It’s probably apparent how much I love animals. When I post anything about my dogs, other people’s dogs or critters in general, I hear from so many people who feel the same way. If you’re like me, you just might carry dog and cat food in your car with a little bowl and some water, just in case you look up and see something that needs a little help. But since we moved a little further out of the city, it’s been more than just our domesticated friends that we’ve lent a hand to. Out here, the wildlife needs a little human intervention now and then…like this little fella.
Charlie and I were coming home late one night and saw something in the road with little eyes glowing in the headlights. As we got closer, we saw a baby raccoon, all alone, just sitting in the middle of the road. We stopped the car, got out and Charlie walked toward it, talking to the little fella the whole time. It immediately responded to Charlie’s voice and started following his footsteps. We look around on the side of the road for any sign of the mom with no luck. What do we do?? We jumped online for some direction and found one site that said the mother could be moving the kits (baby raccoons) and this one might be in mid transition. So we moved him to the grass out of the middle of the road, turned off the car lights, got back in the car and waited. Meanwhile, the little guy is crying out, making this distinct little chatter noise. If mom was around, she certainly would have heard him. We waited and waited…and waited. It was getting to be about 2 AM and becoming pretty clear that the mother was nowhere around, perhaps herself the victim of a predator. So we decided to take him home and call our friends at Walden’s Puddle first thing in the morning. First we put him in a large, wire dog crate that we have, but he was so small he squeezed through the larger spaces at the bottom and proceeded to crawl up Charlie’s legs, desperate for the comfort of another. We taped up the larger spaces and decided to put him in a plastic tub and added that to the crate. We put some warm blankets down in the bottom and finally got him settled down. Poor little guy–exhausted, confused and scared. We did baby raccoon watch throughout the night and awakened the next morning to see him sound asleep in a little ball.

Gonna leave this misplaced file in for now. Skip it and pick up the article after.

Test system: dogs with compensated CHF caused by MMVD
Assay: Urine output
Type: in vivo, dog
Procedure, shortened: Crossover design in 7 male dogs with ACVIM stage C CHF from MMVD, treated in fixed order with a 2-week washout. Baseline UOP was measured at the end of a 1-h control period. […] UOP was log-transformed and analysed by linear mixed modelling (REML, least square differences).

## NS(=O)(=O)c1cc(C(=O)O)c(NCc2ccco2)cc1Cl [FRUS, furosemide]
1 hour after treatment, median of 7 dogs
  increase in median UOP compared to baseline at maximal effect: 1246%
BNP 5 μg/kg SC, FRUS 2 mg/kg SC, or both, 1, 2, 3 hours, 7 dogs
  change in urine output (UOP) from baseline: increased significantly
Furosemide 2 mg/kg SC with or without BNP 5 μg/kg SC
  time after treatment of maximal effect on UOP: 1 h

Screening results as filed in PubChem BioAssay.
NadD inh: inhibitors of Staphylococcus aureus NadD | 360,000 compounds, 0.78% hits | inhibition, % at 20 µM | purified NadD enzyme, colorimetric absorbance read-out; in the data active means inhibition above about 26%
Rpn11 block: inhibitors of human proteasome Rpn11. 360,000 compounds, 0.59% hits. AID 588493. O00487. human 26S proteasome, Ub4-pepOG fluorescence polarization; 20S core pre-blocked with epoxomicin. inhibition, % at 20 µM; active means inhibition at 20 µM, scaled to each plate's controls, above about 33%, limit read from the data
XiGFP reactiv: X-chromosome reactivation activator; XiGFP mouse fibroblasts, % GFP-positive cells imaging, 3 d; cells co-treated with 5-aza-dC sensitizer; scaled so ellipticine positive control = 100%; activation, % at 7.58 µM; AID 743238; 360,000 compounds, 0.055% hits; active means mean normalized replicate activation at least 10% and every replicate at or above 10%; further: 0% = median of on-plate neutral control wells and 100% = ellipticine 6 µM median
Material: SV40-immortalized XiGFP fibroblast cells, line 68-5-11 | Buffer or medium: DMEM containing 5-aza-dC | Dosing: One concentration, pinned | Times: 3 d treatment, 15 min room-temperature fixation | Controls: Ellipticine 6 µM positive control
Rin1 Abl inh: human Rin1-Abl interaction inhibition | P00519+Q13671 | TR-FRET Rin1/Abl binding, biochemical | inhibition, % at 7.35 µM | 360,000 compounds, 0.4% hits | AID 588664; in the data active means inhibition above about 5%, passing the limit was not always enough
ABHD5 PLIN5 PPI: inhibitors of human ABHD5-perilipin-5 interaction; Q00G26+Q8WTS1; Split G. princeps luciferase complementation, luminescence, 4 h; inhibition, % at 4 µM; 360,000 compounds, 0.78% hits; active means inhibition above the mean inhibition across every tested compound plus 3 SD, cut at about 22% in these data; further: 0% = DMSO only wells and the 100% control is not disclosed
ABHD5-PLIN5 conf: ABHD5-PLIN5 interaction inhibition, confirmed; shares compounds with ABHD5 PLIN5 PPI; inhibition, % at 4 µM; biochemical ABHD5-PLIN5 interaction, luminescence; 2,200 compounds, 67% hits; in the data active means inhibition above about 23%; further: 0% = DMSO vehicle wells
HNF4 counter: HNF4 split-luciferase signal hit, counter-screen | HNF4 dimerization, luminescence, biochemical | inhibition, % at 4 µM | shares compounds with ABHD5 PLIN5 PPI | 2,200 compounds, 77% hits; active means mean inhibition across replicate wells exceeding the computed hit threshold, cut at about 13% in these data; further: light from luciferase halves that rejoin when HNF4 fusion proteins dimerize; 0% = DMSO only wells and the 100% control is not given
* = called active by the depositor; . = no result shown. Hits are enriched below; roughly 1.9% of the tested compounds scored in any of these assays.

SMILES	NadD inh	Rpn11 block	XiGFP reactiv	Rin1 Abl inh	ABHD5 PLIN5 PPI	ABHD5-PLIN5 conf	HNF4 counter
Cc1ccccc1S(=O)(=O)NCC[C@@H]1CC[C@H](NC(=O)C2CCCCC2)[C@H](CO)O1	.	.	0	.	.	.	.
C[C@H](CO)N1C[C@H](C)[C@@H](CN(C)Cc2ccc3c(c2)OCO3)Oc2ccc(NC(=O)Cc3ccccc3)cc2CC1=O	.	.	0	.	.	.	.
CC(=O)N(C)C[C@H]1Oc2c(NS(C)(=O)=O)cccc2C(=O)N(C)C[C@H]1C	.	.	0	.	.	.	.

I called my friend Lane Brody who is the CEO in kind of Walden’s Puddle. They are the only wild life rehabilitation center that is professionally staffed here in middle TN and I can’t recall how many injured birds and squirrels I’ve driven out there. Lane is a good friend & I’ve been so happy to participate in some fundraising benefits with her for Walden’s Puddle. She answered right away and said bring him on. Thankfully, the baby was healthy and just fine, but too young to be left alone. They suspected that something had happened to the mother. Walden’s Puddle took care of him until he was old enough to be on his own and then released him back into his own environment.
As humans move further into the territory of the wildlife we share the earth with, I think we have a responsibility to take care of those in need that we may have unknowingly disturbed, accidentally hit with cars or have simply come across in a desperate situation. We are so fortunate to have a place like Walden’s Puddle here in Nashville where we can take injured or helpless wildlife. You might have a Walden’s Puddle type place in your neck of the woods and just don’t realize it. Take a minute and look online or maybe call your local vet and ask them what to do if you find helpless wildlife babies or injured critters. And for a little more feel good inspiration, check out the book ‘Amos and Boris’ by William Steig. It’s a children’s book, so it’s a short read! But it’s a great story and children’s books can sometimes be the best lessons for living. This is Charlie’s copy from when he was little….they called him Tom back then after his dad.
‘Life is an echo. What you send out, comes back to you. What you sow, you reap. What you give, you get. What you see in others, exists in you. Remember, that life is an echo. It always gets back to you. So give goodness.’ Unknown
To learn more about Walden’s Puddle, how to support them and what to do if you find an injured or hurt critter: http://waldenspuddle.org/